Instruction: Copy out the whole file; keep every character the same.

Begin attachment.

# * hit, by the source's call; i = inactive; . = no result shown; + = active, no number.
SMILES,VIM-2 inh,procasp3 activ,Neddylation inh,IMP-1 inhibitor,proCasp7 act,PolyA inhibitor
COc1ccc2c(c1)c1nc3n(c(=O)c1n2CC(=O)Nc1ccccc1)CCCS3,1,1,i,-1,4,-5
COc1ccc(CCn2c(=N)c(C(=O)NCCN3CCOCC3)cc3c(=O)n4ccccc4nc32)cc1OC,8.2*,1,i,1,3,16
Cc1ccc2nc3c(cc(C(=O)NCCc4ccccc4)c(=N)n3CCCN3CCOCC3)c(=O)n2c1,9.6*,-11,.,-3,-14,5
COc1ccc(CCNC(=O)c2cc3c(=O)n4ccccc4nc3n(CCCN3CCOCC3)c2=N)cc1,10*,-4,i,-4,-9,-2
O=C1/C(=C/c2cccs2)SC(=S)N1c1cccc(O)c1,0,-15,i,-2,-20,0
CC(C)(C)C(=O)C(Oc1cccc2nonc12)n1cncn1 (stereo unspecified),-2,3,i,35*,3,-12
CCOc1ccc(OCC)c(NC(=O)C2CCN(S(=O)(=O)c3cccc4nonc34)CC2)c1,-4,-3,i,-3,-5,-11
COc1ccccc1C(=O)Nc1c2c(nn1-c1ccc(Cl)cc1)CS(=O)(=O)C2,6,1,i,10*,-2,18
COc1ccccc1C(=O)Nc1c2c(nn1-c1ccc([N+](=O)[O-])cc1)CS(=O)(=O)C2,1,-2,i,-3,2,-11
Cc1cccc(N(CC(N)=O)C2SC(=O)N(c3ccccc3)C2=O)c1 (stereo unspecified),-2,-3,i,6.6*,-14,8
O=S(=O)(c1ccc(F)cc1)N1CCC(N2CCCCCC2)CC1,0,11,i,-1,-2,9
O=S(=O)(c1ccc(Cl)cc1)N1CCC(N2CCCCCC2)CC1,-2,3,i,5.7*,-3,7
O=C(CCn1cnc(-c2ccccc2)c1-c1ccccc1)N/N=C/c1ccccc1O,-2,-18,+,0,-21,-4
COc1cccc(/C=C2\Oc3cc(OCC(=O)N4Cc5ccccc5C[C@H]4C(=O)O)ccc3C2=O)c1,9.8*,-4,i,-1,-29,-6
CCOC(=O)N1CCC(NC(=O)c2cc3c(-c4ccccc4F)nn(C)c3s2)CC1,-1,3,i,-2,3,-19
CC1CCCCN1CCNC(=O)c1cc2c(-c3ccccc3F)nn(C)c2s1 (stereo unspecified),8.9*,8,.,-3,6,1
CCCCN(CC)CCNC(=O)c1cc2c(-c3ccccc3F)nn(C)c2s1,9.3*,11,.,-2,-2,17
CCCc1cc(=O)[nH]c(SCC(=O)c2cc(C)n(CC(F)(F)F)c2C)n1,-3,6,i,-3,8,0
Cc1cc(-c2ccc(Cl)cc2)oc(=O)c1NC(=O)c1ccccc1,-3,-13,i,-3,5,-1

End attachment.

# * hit, by the source's call; i = inactive; . = no result shown; + = active, no number.
SMILES,VIM-2 inh,procasp3 activ,Neddylation inh,IMP-1 inhibitor,proCasp7 act,PolyA inhibitor
COc1ccc2c(c1)c1nc3n(c(=O)c1n2CC(=O)Nc1ccccc1)CCCS3,1,1,i,-1,4,-5
COc1ccc(CCn2c(=N)c(C(=O)NCCN3CCOCC3)cc3c(=O)n4ccccc4nc32)cc1OC,8.2*,1,i,1,3,16
Cc1ccc2nc3c(cc(C(=O)NCCc4ccccc4)c(=N)n3CCCN3CCOCC3)c(=O)n2c1,9.6*,-11,.,-3,-14,5
COc1ccc(CCNC(=O)c2cc3c(=O)n4ccccc4nc3n(CCCN3CCOCC3)c2=N)cc1,10*,-4,i,-4,-9,-2
O=C1/C(=C/c2cccs2)SC(=S)N1c1cccc(O)c1,0,-15,i,-2,-20,0
CC(C)(C)C(=O)C(Oc1cccc2nonc12)n1cncn1 (stereo unspecified),-2,3,i,35*,3,-12
CCOc1ccc(OCC)c(NC(=O)C2CCN(S(=O)(=O)c3cccc4nonc34)CC2)c1,-4,-3,i,-3,-5,-11
COc1ccccc1C(=O)Nc1c2c(nn1-c1ccc(Cl)cc1)CS(=O)(=O)C2,6,1,i,10*,-2,18
COc1ccccc1C(=O)Nc1c2c(nn1-c1ccc([N+](=O)[O-])cc1)CS(=O)(=O)C2,1,-2,i,-3,2,-11
Cc1cccc(N(CC(N)=O)C2SC(=O)N(c3ccccc3)C2=O)c1 (stereo unspecified),-2,-3,i,6.6*,-14,8
O=S(=O)(c1ccc(F)cc1)N1CCC(N2CCCCCC2)CC1,0,11,i,-1,-2,9
O=S(=O)(c1ccc(Cl)cc1)N1CCC(N2CCCCCC2)CC1,-2,3,i,5.7*,-3,7
O=C(CCn1cnc(-c2ccccc2)c1-c1ccccc1)N/N=C/c1ccccc1O,-2,-18,+,0,-21,-4
COc1cccc(/C=C2\Oc3cc(OCC(=O)N4Cc5ccccc5C[C@H]4C(=O)O)ccc3C2=O)c1,9.8*,-4,i,-1,-29,-6
CCOC(=O)N1CCC(NC(=O)c2cc3c(-c4ccccc4F)nn(C)c3s2)CC1,-1,3,i,-2,3,-19
CC1CCCCN1CCNC(=O)c1cc2c(-c3ccccc3F)nn(C)c2s1 (stereo unspecified),8.9*,8,.,-3,6,1
CCCCN(CC)CCNC(=O)c1cc2c(-c3ccccc3F)nn(C)c2s1,9.3*,11,.,-2,-2,17
CCCc1cc(=O)[nH]c(SCC(=O)c2cc(C)n(CC(F)(F)F)c2C)n1,-3,6,i,-3,8,0
Cc1cc(-c2ccc(Cl)cc2)oc(=O)c1NC(=O)c1ccccc1,-3,-13,i,-3,5,-1